The option matrix, and, consequently the option price can be obtained in the following four steps:

- Initialize a zero-matrix with the same dimensions as the previously defined matrix S
- Look at the final matrix column where the asset price at option expiry is calculated. At this step, we want to see if the value of (S-K) is greater than zero. This step stems from the logic that at each node, the buyer will only execute the option contract if she can gain a profit from buying S for the price of K.
- Using backward induction, populate the option matrix with the values derived from the matrix S
- Return the value of the option at the node [0,0]

The Python code looks as follows:

#setting matrix

C = np.zeros((N+1, N+1))

C[:, N] = np.maximum(0, S[:, N]-K)

for j in range(N-1, -1, -1):

C[:j+1, j] = piu * C[:j+1, j+1] + pid * C[1:j+2, j+1]

return C[0, 0]

Let’s look at each step separately. After initializing the zero-matrix, we select the excerpt of the matrix – the last column. In Python, you can specify this excerpt as C[:, N].

At each node in the last column, we want to select the maximum between 0 and S-K. If S is higher than the strike price K, the profit from the option contract is realized and the investor will choose to execute the contract. In the opposite scenario, the investor abstains from realizing the contract and chooses to receive nothing (i.e., zero) rather than incur a loss.

If you print your option matrix at this point, you will see that the last column is populated whereas the other matrix nodes are zero. Hence, in the next step, we want to use backward induction starting from the last column to populate column N-1, and consequently, columns N-2, N-3, etc.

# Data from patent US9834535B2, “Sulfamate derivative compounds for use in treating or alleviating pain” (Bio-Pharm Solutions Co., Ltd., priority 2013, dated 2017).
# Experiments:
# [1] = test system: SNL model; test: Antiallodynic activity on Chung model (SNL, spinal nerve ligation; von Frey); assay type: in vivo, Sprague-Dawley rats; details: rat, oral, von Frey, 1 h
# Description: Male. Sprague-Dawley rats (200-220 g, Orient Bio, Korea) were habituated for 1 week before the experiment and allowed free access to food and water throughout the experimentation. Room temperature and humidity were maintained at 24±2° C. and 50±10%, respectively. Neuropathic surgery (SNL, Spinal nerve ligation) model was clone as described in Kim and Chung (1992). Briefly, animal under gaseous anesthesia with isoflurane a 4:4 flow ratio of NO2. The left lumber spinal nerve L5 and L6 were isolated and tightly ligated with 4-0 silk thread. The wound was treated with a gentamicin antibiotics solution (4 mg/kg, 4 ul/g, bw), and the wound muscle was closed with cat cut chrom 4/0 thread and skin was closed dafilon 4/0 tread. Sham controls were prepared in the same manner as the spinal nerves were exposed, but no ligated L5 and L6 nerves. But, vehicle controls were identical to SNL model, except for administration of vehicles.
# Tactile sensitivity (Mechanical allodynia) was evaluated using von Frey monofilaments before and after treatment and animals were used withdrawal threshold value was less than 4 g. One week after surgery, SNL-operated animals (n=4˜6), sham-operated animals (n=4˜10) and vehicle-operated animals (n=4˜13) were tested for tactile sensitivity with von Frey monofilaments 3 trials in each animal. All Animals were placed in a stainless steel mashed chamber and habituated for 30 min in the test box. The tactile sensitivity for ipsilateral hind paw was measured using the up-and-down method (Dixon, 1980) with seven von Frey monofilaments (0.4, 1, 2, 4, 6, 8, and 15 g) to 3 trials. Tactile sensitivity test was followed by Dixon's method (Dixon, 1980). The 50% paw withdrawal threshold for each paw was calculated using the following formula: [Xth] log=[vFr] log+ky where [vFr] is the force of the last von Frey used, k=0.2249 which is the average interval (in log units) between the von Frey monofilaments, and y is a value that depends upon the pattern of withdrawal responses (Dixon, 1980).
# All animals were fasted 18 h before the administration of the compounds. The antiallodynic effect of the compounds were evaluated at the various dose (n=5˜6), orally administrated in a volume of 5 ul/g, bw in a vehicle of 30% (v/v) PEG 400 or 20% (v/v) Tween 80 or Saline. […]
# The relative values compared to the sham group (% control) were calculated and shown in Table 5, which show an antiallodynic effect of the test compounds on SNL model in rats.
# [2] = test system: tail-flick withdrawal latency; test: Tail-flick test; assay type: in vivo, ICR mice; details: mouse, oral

We are now looking only at columns, therefore, we take the previously defined j as an indication of a column. As we are moving backwards in the matrix, we start at the second last column N-1 and move until the first node at index 0 (specified as until -1 non-inclusive). And each time we move one step back (specified as -1). You can see that in Python code, the range is defined as range(N-1, -1, -1).

Next, we will be taking a snippet of matrix C and populating it based on the other matrix snippets. At this point, we can refer to the principles of matrix manipulation. Let’s visualize this step!

Suppose we are looking at j = 2, i.e., our current matrix snippet is C[:3, 2] which stands for the first three rows of column 2. In the picture, you can see that it is a 3*1 matrix, we can mark it as matrix A. To obtain the matrix of 3*1 we use the other two matrices, i.e., C[:3, 3] and C[1:4, 3]. You can see these matrices on the picture framed as B and C, respectively.

Now, matrices B and C are multiplied by piu and pid parameters, respectively. Both matrices have 3*1 dimensions. To obtain matrix A, we simply add up B and C. If you write out the calculation, it looks as follows:

In Python, we use the for-loop to perform the same calculation on all columns thus populating all matrix snippets until we arrive at the first node C[0, 0] which is a 1*1 matrix or our option price!

The complete code looks as follows:

def calltree_numpy(S0, K, T, r, sigma, q, N):

"""European call price based on an N-step binomial tree"""

#setting the parameters

deltaT = T / float(N)

u = np.exp(sigma*np.sqrt(deltaT))

d = 1.0 / u

p = (np.exp((r-q)*deltaT)-d) / (u-d)

# probabilities * discounting factors

piu = np.exp(-(r-q)*deltaT) * p

pid = np.exp(-(r-q)*deltaT) * (1-p)

#setting matrix

C = np.zeros((N+1, N+1))

S = np.zeros((N+1, N+1))

for i in range(N+1):

for j in range(i, N+1):

S[i, j] = S0 * u**(j-i) * d**(i)

S = np.triu(S)

C[:, N] = np.maximum(0, S[:, N]-K)

for j in range(N-1, -1, -1):

C[:j+1, j] = piu * C[:j+1, j+1] + pid * C[1:j+2, j+1] #backward induction

return[0,0]